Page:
When Steven Pippin saw a Palm Beach County Sheriff’s deputy struggling with a man trying to take his weapon, the West Palm Beach resident did what many wouldn’t — he helped.
“I was concerned about the deputy. I didn’t have time to be scared,” said Pippin, 21, who has completed training as an emergency medical technician and is considering becoming a fireman.
For his effort, Pippin was given the Samaritan Award by the Palm Beach County Sheriff’s Office at Friday’s annual ceremony in front of about 900 people at the Palm Beach County Convention Center.
Stephen Hauss, 23, had fled from his vehicle after slamming into the rear of Pippin’s vehicle at Orange and Royal Palm Beach boulevards on May 27. As Pippin chased him, Hauss stripped to his blue boxer shorts and blue socks and ran across a drainage ditch. A passerby called 911.
The deputy joined the chase of Hauss, who is about 6-feet-5-inches tall and weighs about 260 pounds. As the deputy caught up, Hauss turned and charged the deputy, according to the police report.
Hauss was “exhibiting super-human strength, with one arm he was tossing me around. I believed I was in the fight for my life….” Hauss punched the deputy in the ribs and began pulling at his radio equipment and holster, according to a report.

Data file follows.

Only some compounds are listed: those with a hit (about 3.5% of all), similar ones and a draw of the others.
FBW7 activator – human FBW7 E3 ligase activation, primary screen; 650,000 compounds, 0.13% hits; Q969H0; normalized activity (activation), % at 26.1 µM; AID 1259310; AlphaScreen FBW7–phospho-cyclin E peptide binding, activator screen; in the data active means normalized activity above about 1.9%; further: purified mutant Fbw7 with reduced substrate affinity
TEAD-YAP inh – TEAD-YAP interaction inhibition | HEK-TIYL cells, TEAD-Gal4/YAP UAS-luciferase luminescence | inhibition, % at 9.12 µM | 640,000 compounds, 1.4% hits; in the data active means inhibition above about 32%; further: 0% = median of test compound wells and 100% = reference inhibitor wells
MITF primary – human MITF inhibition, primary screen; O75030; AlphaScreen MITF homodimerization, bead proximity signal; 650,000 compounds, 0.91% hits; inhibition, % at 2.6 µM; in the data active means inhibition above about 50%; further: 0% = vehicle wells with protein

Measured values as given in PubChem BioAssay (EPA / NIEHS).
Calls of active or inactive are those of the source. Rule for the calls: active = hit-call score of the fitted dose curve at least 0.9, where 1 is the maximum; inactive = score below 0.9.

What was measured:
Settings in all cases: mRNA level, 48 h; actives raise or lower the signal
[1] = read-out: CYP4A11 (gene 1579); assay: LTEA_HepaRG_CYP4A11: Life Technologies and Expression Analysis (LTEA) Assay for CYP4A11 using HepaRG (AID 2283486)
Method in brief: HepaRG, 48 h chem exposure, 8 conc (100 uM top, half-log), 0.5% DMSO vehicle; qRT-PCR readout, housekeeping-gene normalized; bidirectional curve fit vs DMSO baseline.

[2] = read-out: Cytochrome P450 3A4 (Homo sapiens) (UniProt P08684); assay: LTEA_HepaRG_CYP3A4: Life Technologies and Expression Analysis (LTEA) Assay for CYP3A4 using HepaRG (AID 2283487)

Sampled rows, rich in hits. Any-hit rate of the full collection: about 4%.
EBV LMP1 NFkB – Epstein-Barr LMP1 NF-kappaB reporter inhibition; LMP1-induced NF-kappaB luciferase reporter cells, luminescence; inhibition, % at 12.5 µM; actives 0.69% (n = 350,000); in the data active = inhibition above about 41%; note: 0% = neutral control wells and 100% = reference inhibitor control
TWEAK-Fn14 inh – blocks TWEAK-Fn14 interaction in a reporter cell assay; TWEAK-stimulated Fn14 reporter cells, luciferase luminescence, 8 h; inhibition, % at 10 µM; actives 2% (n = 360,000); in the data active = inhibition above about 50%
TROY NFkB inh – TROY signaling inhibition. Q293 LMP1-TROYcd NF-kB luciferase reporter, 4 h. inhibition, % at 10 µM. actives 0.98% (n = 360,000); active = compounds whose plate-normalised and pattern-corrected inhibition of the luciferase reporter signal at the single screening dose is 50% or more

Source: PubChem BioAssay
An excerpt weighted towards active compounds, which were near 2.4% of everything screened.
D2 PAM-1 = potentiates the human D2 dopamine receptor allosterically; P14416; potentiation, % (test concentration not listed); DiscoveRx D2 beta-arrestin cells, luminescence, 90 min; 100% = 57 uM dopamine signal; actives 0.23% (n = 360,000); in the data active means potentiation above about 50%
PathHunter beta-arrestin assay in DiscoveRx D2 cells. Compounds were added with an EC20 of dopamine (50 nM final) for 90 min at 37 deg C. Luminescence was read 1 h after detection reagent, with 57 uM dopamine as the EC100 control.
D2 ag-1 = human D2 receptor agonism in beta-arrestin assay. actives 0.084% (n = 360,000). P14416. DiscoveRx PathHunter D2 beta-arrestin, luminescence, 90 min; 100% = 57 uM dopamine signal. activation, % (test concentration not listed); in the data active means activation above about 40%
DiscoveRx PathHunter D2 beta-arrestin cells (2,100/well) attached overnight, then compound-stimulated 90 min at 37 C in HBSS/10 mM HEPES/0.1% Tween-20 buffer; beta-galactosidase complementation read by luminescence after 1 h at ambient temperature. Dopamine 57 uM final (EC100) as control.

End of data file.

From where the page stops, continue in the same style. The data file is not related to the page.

Pippin approached to help. The deputy directed Pippin to grab Hauss’s left arm to stop Hauss from getting the deputy’s gun.
“Mr. Pippin’s unselfish act of bravery prevented the suspect from getting the deputy’s gun, saving the deputy’s life,” according to a PBSO press release.
It took two sets of handcuffs and at least six officers and staff members to hold down Hauss at Palms West Hospital in Loxahatchee while he was allegedly trying to break their fingers. Hauss was charged with battery of a law enforcement officer and resisting arrest with violence.
“(Hauss) was mumbling, He was saying “I’m sorry. I’m sorry.” He seemed delirious,” Pippin said.
Hauss, an Army veteran, was experiencing excited delirium, a rare brain disorder so dangerous that all emergency personnel are aware of it and are told to treat it as a medical emergency.
County records show Hauss is no longer in custody.
Pippin, a martial arts student, now works as a motorcycle technician. He is also considering a career in law enforcement.
Along with the award to Pippin, distinguished service medals were given to individual detectives, deputies, corrections officers, civilians, reserve deputy sheriffs and volunteers of the year at Friday’s ceremony.
“From civilians on patrol to the person who answers the phone to the person who brings the suspect to jail, everybody has an important job to do,” said Palm Beach County Sheriff Ric Bradshaw.
Staff Writer Alexandra Seltzer contributed to this story.